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Encyclopedia > List of Mancala variants

Games in the mancala family include:


Popular games

The most widely played games are probably:

  • Oware, the national game of Ghana, is also known by Warri, Awele, Awari, Ouril, and other names. It has relatively simple rules but considerable strategic depth.
  • Kalah is the ruleset usually included with commercially available boards; however, the game is heavily biased towards the first player, and it is often considered a children's game.
  • Omweso is a strategic game of Uganda, played on an 84 board.
  • Bao is a complex strategy game, also played on an 84 board.

Games with unusual features

Other games

  • Chongkak (Malaysia)
  • Mak Khom (Siam)
  • Mancal
  • Mancala (Syria)
  • La'b Madjnuni
  • La'b Hakimi
  • La'b Akila
  • La'b Roseya
  • Mancala (Egypt)
  • Mangala (Nubia)
  • Gambatta (Abyssinia)
  • Abangah (Niam-Niam in Sudan)
  • Toee (Bongo in Sudan)
  • Kale (Gabun)
  • Madji (Benni in Nigeria)
  • Poo (Liberia)
  • Kapo (Senegal)
  • Choro
  • Pereauni
  • Bao (Kenya)
  • Mbau (Kenya)
  • Mbau (Kilimanjaro region)
  • Isafu
  • Chanka (India, Sri Lanka)
  • Naranj
  • Chuncajon (Philippines)
  • Wawee (Leeward Islands)
  • Chuba (USA)
  • Ba-awa (Ghana)
  • Contu-Holo (Djuka in Dutch Guiana)
  • Hus
  • Chungeajon (Philippines)
  • Gabatta (Abyssinia)
  • Bau (Wa Chaga)
  • Isafuba
  • Halusa (Mesopotamia)
  • Mandoli (Island of Hydra)
  • Baqura (Mesopotamia)
  • Li'b al-ghashim
  • Beatta (Arabia, Teyma)
  • Khutka boia (India, Punjab)
  • Pachgarhwa (India)
  • Mawkar katiya (Assam)
  • Cherrapunji (Khasis)
  • Vai lung thlan (Lushei Kuki clan in Assam)
  • Longbeu-a-cha (Assam)
  • Kubuguza
    • Alan P. Merriam, The Game of Kubuguza Among the Abatutsi of North-East Ruanda. Man, Vol. 53. (November 1953), pp. 169-172.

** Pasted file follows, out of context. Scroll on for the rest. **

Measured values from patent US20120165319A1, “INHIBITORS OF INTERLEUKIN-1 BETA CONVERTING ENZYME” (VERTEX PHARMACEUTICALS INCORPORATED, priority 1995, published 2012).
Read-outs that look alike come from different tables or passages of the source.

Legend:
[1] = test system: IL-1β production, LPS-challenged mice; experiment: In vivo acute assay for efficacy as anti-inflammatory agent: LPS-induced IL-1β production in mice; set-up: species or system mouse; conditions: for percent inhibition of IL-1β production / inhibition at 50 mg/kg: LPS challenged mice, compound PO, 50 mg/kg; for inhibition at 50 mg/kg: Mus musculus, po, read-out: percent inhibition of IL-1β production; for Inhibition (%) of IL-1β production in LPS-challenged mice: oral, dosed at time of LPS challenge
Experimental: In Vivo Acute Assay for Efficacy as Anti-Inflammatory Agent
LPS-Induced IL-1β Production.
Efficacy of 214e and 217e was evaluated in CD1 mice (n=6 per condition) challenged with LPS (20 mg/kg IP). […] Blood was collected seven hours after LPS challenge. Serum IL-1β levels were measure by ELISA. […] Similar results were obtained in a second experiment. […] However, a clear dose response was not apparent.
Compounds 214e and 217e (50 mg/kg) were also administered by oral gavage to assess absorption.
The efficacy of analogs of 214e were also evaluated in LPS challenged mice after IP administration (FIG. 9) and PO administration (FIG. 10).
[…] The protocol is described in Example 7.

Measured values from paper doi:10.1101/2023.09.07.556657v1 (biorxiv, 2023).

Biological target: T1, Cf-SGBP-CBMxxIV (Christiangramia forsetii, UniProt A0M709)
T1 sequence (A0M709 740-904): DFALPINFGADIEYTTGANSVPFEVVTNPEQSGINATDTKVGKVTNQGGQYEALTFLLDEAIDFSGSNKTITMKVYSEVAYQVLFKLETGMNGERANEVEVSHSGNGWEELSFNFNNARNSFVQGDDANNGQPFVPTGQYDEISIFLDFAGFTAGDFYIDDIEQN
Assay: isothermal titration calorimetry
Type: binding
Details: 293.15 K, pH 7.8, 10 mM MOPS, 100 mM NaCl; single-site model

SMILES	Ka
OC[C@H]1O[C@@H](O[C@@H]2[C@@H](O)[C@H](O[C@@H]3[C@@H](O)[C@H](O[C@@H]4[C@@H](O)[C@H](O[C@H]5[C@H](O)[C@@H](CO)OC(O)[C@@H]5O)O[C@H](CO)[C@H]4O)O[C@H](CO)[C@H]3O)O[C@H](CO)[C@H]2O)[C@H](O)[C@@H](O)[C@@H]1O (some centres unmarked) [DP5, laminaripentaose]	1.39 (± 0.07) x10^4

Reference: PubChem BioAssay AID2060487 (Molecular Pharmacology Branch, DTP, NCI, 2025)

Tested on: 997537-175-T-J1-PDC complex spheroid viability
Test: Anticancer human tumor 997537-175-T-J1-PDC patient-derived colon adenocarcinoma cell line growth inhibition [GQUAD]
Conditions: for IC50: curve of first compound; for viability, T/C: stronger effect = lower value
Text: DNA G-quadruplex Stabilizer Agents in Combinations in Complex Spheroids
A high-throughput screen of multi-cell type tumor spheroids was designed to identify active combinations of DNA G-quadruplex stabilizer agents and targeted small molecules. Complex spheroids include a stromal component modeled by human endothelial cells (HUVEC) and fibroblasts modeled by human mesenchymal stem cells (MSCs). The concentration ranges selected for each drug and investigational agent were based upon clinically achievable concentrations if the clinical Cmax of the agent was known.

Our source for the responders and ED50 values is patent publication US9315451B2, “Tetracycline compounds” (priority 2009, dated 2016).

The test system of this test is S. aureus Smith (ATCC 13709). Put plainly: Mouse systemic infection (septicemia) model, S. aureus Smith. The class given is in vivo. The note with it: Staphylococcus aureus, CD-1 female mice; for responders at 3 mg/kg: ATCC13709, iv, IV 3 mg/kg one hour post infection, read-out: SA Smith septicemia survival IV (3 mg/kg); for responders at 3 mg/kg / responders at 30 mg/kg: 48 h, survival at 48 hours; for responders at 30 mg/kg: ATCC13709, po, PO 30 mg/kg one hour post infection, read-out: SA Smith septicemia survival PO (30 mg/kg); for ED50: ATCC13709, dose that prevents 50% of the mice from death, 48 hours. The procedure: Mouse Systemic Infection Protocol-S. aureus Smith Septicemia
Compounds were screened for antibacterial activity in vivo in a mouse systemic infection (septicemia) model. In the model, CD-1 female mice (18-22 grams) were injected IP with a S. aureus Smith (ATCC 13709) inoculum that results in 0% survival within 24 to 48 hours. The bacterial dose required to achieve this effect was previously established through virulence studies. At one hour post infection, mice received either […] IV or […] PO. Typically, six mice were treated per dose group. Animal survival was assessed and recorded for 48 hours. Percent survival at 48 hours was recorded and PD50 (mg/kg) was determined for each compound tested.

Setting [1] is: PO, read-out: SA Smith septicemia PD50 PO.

• Kanj guti (Orissa)
  • Til guti
  • Pallankuli (Tamils in India)
  • Sat-gol (India)
  • Puhulmuti (Sri Lanka)
  • Walak-pussa (Sri Lanka)
  • Kotu-baendum (Sri Lanka)
  • Daramutu (Sri Lanka)
  • Ellaewala-kanda (Sri Lanka)
  • Meusueb (Achehn in Sumatra)
  • Meuta' (Achehn in Sumatra)
  • Meuchoh (Achehn in Sumatra)
  • Meulieh (Achehn in Sumatra)
  • Bajangkaq (Sumatra)
  • Kaloleh (Sumatra)
  • Dakon (Java)
  • Mechiwa (Bali)
  • Matoe (Soemba)
  • Sai (Flores)
  • Chonka (Borne)
  • Aw-li on-nam ot-tjin (Borneo)
  • Galatjang (Celebes)
  • Dara-dara (Celebes)
  • Agsinnoninka (Philippines)
  • Ingilith (Turkana)
  • Warri (Nigeria)
  • Toguz korgool (Kyrgyzstan)
  • Songo
    • P. H. G. Powell-Cotton, H. J. Braunholtz, A Mancala Board Called "Songo.", Man. Vol. 31. (July 1931), pp. 123.
  • Mefuvha
    • H. A. Stayt, The Bavenda.
  • Ouril (Cape Verde)

Information about most of these games can be found in one of the following,

  • H. J. Braunholtz, The Game of Mweso in Uganda., Man. Vol. 31. (July 1931), pp. 121-122.
  • Henry R. Muller, Warri: A West African Game of Skill, The Journal of American Folklore. Vol. 43, No. 169. pp. 313-316.

  Results from FactBites:
 
Wikipedia: Mancala (263 words)
A mancala game is a board game which has a series of holes arranged in a number of rows (usually 2 or 4), each hole containing a number of seeds (or stones).
The USA has a larger mancala playing population, although many of these players are descendants of slaves imported from Africa.
It is unknown where or when the game of mancala was originally invented, although Ethiopia is currently considered the most likely source.
  More results at FactBites »

 
 

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